Management Science,Vol. 43, No. 4, April 1997
John Sterman, Nelson Repenning, and Fred Kofman
MIT Sloan School of Management
Cambridge MA 02142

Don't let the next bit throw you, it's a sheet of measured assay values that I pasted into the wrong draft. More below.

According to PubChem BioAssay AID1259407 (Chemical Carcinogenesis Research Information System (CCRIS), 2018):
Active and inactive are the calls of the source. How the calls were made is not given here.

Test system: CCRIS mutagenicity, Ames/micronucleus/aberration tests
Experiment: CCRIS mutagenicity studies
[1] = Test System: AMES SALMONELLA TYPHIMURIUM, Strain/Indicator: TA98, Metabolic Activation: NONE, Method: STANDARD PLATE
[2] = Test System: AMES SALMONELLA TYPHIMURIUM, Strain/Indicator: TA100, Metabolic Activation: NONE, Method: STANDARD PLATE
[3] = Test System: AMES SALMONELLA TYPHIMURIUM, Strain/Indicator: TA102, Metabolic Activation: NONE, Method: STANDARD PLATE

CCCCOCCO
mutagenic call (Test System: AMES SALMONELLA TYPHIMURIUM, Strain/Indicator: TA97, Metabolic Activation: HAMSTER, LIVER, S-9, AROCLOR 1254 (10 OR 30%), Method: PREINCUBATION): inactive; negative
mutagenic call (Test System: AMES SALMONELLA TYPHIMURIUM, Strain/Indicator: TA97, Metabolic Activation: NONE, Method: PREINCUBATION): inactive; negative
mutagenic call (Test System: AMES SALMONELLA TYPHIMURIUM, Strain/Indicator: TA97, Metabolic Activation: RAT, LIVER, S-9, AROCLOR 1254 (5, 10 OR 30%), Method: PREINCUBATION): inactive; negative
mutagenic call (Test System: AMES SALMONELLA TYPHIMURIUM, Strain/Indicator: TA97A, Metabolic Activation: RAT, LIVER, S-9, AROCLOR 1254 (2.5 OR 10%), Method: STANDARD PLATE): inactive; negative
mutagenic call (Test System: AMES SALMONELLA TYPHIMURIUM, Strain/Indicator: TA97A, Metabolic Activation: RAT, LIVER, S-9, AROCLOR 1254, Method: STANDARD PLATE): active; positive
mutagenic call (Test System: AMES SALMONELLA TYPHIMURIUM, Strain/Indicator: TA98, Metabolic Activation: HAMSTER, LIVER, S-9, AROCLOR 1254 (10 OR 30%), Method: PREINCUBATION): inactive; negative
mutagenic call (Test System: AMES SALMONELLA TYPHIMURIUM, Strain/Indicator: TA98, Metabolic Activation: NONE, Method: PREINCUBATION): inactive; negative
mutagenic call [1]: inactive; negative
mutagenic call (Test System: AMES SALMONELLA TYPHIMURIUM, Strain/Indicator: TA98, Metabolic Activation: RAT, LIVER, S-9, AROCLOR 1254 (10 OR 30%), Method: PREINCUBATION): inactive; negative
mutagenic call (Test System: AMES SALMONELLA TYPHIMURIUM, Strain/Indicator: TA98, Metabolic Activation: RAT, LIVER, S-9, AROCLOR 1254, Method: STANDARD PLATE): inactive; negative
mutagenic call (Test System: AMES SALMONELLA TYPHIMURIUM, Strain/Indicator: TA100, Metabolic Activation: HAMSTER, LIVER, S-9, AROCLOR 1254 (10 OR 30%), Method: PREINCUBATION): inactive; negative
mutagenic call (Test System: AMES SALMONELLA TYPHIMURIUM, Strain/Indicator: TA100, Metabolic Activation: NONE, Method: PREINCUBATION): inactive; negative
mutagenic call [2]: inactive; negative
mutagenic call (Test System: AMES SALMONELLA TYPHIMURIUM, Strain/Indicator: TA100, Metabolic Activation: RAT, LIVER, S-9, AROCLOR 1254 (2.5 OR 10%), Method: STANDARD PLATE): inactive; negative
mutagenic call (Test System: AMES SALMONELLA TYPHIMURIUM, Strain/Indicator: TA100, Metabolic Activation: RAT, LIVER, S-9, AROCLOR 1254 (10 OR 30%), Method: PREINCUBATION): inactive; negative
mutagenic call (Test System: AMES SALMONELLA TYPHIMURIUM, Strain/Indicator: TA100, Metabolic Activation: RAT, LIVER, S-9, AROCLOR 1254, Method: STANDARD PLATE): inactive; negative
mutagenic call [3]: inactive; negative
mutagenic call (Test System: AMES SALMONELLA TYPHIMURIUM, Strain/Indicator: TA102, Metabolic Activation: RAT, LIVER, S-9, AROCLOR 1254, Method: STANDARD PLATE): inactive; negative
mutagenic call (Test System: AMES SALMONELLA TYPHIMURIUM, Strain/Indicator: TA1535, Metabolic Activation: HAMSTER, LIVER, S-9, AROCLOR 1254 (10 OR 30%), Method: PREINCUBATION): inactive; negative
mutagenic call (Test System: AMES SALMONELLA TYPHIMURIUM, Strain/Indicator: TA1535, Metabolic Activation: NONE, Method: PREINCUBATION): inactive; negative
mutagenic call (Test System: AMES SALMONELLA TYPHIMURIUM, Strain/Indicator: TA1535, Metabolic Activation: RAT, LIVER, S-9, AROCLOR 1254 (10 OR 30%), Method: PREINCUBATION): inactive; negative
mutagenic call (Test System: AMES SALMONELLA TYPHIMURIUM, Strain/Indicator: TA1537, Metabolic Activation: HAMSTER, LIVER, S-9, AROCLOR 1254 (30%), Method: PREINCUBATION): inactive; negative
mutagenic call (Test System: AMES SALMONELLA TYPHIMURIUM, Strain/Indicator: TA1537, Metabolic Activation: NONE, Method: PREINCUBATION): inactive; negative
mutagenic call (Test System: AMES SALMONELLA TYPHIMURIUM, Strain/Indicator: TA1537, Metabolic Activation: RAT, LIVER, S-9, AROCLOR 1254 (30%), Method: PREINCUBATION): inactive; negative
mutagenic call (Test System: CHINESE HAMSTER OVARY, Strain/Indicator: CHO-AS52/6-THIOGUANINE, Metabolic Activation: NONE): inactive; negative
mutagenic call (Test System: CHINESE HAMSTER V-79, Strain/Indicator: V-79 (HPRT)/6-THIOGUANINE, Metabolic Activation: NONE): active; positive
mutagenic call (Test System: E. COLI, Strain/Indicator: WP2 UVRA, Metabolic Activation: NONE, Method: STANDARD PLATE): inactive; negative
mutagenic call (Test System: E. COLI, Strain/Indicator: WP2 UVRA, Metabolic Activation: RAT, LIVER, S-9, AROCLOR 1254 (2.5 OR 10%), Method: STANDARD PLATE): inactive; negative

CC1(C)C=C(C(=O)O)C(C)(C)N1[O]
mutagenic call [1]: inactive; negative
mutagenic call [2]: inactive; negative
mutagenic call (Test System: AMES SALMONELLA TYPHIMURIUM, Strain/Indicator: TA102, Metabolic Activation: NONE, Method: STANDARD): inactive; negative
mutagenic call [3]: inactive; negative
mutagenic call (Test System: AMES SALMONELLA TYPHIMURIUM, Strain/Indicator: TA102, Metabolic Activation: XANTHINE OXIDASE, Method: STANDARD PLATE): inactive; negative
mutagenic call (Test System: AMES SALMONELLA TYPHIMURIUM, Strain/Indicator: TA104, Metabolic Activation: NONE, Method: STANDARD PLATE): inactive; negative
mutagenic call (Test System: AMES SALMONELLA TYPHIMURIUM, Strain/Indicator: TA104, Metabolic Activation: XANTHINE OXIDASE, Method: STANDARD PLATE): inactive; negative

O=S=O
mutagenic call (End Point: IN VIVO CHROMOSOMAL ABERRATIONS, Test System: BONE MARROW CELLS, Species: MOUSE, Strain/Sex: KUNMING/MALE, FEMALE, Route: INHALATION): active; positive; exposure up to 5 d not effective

Recent evidence suggests the connection between quality improvement and financial results may be weak. Consider the case of Analog Devices, Inc., a leading manufacturer of integrated circuits. Analog's TQM program was a dramatic success. Yield doubled, cycle time was cut in half, and product defects fell by a factor of ten. However, financial performance worsened. To explore the apparent paradox we develop a detailed simulation model of Analog, including operations, financial and cost accounting, product development, human resources, the competitive environment, and the financial markets. We used econometric estimation, interviews, observation, and archival data to specify and estimate the model. We find that improvement programs like TQM can present firms with a tradeoff between short and long run effects. In the long run TQM can increase productivity, raise quality, and lower costs. In the short run, these improvements can interact with prevailing accounting systems and organizational routines to create excess capacity, financial stress, and pressures for layoffs that undercut commitment to continuous improvement. We explore policies to promote sustained improvement in financial as well as nonfinancial measures of performance.
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